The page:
Journal of Pulmonary Medicine

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Fighting the world’s newest threat-Covid-19, a respiratory therapist’s perspective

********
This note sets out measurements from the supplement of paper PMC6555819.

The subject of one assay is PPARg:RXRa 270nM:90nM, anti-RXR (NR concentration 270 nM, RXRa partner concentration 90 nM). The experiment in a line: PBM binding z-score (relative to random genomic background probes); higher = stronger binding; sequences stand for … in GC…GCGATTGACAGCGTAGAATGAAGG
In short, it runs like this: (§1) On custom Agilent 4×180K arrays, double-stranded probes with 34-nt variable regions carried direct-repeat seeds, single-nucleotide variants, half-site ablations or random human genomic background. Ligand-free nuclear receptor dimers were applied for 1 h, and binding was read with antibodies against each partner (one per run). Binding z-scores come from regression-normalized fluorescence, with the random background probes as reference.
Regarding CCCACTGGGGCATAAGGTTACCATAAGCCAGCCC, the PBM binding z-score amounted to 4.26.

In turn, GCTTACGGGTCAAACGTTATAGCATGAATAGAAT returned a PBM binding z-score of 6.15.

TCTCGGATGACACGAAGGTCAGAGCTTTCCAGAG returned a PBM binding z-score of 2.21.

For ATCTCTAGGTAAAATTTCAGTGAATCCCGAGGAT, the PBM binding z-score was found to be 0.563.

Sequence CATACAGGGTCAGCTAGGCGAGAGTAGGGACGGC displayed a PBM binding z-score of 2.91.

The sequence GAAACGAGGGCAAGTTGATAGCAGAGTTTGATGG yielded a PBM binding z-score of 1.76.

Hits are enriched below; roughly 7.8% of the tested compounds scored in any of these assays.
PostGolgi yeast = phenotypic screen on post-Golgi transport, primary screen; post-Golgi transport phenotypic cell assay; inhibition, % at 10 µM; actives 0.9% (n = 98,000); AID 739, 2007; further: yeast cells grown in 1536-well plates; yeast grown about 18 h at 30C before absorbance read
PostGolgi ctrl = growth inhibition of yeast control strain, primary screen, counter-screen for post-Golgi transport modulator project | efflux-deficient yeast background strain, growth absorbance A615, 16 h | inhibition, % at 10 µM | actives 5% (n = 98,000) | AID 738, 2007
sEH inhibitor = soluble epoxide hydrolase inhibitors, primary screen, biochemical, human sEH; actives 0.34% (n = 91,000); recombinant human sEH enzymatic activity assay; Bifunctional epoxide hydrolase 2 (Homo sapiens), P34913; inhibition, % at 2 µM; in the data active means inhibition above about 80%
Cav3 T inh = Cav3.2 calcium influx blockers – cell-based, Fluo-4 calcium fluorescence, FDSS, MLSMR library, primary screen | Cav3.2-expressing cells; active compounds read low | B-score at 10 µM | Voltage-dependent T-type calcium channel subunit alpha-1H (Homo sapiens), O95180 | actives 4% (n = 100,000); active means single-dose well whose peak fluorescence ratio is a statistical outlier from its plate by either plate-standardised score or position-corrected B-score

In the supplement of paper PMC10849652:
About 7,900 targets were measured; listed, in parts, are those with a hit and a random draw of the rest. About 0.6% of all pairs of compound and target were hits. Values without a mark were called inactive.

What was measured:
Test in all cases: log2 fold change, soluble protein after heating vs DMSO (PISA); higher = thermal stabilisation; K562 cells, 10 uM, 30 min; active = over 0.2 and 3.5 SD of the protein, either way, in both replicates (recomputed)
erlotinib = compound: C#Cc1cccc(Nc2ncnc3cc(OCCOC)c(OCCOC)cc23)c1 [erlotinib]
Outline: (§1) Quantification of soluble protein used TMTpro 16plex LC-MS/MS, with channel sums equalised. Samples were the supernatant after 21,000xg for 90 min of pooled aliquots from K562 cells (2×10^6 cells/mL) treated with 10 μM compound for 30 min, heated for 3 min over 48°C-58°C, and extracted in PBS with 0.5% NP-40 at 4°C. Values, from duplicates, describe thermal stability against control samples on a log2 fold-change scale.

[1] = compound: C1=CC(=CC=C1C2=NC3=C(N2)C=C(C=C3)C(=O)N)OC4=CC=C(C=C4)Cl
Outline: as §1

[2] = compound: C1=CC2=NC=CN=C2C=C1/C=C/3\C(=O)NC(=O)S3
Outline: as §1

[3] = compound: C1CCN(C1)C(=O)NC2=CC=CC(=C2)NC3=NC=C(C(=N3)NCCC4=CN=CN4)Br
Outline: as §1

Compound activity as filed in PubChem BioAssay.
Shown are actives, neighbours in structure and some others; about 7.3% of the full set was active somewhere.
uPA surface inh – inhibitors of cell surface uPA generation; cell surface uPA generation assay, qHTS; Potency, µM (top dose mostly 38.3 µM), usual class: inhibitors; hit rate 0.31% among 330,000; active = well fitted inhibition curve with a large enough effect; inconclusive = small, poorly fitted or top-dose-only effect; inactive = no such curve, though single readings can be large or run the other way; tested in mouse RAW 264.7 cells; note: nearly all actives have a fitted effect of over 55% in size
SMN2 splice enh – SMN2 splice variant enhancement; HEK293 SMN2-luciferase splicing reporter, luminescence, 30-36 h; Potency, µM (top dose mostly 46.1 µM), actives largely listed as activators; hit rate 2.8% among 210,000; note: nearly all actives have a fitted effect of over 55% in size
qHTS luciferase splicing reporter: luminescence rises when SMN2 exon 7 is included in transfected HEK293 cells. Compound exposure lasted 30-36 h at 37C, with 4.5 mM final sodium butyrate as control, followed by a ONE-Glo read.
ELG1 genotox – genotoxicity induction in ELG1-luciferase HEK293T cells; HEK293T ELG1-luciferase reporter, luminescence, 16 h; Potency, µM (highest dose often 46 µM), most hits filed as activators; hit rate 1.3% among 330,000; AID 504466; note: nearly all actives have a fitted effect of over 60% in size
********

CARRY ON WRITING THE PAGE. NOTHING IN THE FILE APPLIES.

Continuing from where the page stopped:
Respiratory Therapists are the world’s leading non-physician experts in delivering respiratory care in the acute and non-acute care settings. Their scope of practice ranges from medication delivery to ICU care (which includes mechanical ventilation), to client education and beyond. They are key stakeholders on the healthcare team and provide insight on a case-by-case basis. Covid-19 has taken the world by storm, affecting an estimated 106 million people and caused approximately 2.3 million deaths to date. Our healthcare systems had little time to truly prepare for what was to come with respect to patient census, affliction, and volume. Covid-19 is primarily a respiratory ailment that, if progresses to an advanced stage, requires moderate to high levels of oxygen therapy along with invasive and non-invasive respiratory support. We are still learning how this virus affects patients’ lungs, but from what I have seen, recovery, even from a mild case, takes weeks to months. Preparation stressed healthcare systems because of the increased demand for equipment and supplies. Rolling backorders became an issue and our health systems were stretched to their limits and beyond in many cases. RT availability was also an issue. Therapists were working five to six days a week for 12+ hours at a time. Stress was and still is at an all-time high. Post-Traumatic Stress (PTS) is also a concern as the healthcare teams were seeing a tremendous amount of death and dying which could not be prevented despite all the team’s efforts. We have had many successes with proning, early oxygen therapy intervention, and slightly delaying intubation. Statistically, we were able to prevent intubation in 28% of our patients in the first wave of the pandemic (Mar-Jun 20), most of that patient population required an escalation of oxygen therapy that did not lead to mechanical ventilation.

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